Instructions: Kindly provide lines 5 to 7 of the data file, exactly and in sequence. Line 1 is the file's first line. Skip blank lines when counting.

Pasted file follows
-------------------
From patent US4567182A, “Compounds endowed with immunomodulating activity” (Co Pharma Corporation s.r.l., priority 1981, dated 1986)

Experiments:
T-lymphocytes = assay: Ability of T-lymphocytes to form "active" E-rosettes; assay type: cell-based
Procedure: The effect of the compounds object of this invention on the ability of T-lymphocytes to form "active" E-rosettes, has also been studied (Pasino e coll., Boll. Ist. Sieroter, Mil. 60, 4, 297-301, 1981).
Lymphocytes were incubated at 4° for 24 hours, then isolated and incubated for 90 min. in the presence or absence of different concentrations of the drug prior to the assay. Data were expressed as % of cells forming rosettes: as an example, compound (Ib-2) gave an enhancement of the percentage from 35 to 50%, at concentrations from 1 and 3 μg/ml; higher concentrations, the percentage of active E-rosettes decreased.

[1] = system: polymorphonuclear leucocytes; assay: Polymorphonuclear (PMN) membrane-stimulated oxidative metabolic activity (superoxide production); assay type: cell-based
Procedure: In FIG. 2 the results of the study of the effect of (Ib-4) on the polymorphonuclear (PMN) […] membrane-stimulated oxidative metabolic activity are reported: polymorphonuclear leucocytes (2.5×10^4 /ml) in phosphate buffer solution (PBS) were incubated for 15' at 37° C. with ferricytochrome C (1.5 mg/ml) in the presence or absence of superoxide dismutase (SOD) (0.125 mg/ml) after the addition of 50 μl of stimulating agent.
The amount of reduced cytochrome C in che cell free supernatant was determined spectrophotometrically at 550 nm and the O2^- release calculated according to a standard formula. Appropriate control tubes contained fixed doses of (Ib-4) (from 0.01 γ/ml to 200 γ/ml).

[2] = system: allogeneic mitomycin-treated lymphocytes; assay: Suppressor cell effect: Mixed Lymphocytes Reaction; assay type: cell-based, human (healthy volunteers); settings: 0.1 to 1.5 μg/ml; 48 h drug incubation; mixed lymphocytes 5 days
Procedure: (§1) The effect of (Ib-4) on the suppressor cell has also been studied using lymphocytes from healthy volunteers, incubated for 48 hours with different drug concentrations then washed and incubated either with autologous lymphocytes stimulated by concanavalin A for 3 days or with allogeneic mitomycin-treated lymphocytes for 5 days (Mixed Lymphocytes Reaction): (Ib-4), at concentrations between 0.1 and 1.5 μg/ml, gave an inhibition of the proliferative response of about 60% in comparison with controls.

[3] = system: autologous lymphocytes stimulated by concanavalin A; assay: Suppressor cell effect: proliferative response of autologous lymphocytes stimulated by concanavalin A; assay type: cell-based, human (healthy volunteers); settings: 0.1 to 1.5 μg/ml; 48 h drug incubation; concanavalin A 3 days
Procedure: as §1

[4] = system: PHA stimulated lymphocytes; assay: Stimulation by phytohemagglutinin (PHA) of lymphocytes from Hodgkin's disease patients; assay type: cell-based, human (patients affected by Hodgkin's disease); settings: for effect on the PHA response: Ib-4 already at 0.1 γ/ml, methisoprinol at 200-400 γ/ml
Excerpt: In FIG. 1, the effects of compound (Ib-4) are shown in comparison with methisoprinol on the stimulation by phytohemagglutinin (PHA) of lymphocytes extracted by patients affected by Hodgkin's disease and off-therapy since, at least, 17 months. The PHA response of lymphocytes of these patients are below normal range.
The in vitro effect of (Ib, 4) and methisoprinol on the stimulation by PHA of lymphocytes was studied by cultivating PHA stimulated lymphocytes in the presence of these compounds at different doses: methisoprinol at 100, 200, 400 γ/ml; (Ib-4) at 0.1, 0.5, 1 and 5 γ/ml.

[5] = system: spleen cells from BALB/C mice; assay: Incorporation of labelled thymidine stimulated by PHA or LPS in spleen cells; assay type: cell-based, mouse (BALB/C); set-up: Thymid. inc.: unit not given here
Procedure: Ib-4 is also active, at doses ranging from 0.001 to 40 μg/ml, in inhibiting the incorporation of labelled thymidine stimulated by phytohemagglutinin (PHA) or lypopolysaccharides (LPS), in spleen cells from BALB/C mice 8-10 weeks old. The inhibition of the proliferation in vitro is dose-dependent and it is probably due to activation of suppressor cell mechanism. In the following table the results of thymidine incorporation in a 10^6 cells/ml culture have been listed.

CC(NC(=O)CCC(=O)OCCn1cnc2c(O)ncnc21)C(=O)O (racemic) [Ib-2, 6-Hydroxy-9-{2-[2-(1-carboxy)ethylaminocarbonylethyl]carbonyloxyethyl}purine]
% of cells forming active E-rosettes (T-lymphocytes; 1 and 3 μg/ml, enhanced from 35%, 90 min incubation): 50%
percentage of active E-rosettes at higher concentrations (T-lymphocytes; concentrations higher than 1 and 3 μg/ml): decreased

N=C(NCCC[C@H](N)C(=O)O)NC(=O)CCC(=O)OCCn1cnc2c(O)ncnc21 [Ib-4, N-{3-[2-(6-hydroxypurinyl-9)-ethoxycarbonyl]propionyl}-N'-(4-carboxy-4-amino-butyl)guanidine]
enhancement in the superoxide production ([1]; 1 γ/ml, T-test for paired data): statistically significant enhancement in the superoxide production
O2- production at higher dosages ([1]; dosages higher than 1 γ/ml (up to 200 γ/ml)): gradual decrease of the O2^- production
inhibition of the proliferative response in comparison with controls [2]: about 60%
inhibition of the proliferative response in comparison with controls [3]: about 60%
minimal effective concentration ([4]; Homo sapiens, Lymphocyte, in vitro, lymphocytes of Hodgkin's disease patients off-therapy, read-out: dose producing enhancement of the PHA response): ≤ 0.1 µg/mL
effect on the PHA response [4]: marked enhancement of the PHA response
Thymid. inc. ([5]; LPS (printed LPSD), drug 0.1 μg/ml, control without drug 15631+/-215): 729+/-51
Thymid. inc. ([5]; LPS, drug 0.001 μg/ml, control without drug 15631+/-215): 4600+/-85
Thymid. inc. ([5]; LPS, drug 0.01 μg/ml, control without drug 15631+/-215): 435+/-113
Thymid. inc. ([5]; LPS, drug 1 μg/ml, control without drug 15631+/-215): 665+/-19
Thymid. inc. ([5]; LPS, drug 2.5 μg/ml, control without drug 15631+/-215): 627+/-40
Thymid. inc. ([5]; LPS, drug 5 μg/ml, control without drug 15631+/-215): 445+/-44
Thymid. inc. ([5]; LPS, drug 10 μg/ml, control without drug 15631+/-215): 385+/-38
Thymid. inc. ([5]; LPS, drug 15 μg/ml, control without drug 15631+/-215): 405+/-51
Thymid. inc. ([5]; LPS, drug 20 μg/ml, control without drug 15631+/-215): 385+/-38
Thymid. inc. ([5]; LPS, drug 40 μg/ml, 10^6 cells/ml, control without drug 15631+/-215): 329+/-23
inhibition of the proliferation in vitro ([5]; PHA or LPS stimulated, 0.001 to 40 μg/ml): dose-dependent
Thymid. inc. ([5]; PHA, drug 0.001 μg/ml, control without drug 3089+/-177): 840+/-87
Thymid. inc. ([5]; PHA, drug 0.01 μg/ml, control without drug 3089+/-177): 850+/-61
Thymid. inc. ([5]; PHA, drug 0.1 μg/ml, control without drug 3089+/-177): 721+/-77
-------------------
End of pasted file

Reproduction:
Lymphocytes were incubated at 4° for 24 hours, then isolated and incubated for 90 min. in the presence or absence of different concentrations of the drug prior to the assay. Data were expressed as % of cells forming rosettes: as an example, compound (Ib-2) gave an enhancement of the percentage from 35 to 50%, at concentrations from 1 and 3 μg/ml; higher concentrations, the percentage of active E-rosettes decreased.

[1] = system: polymorphonuclear leucocytes; assay: Polymorphonuclear (PMN) membrane-stimulated oxidative metabolic activity (superoxide production); assay type: cell-based
Procedure: In FIG. 2 the results of the study of the effect of (Ib-4) on the polymorphonuclear (PMN) […] membrane-stimulated oxidative metabolic activity are reported: polymorphonuclear leucocytes (2.5×10^4 /ml) in phosphate buffer solution (PBS) were incubated for 15' at 37° C. with ferricytochrome C (1.5 mg/ml) in the presence or absence of superoxide dismutase (SOD) (0.125 mg/ml) after the addition of 50 μl of stimulating agent.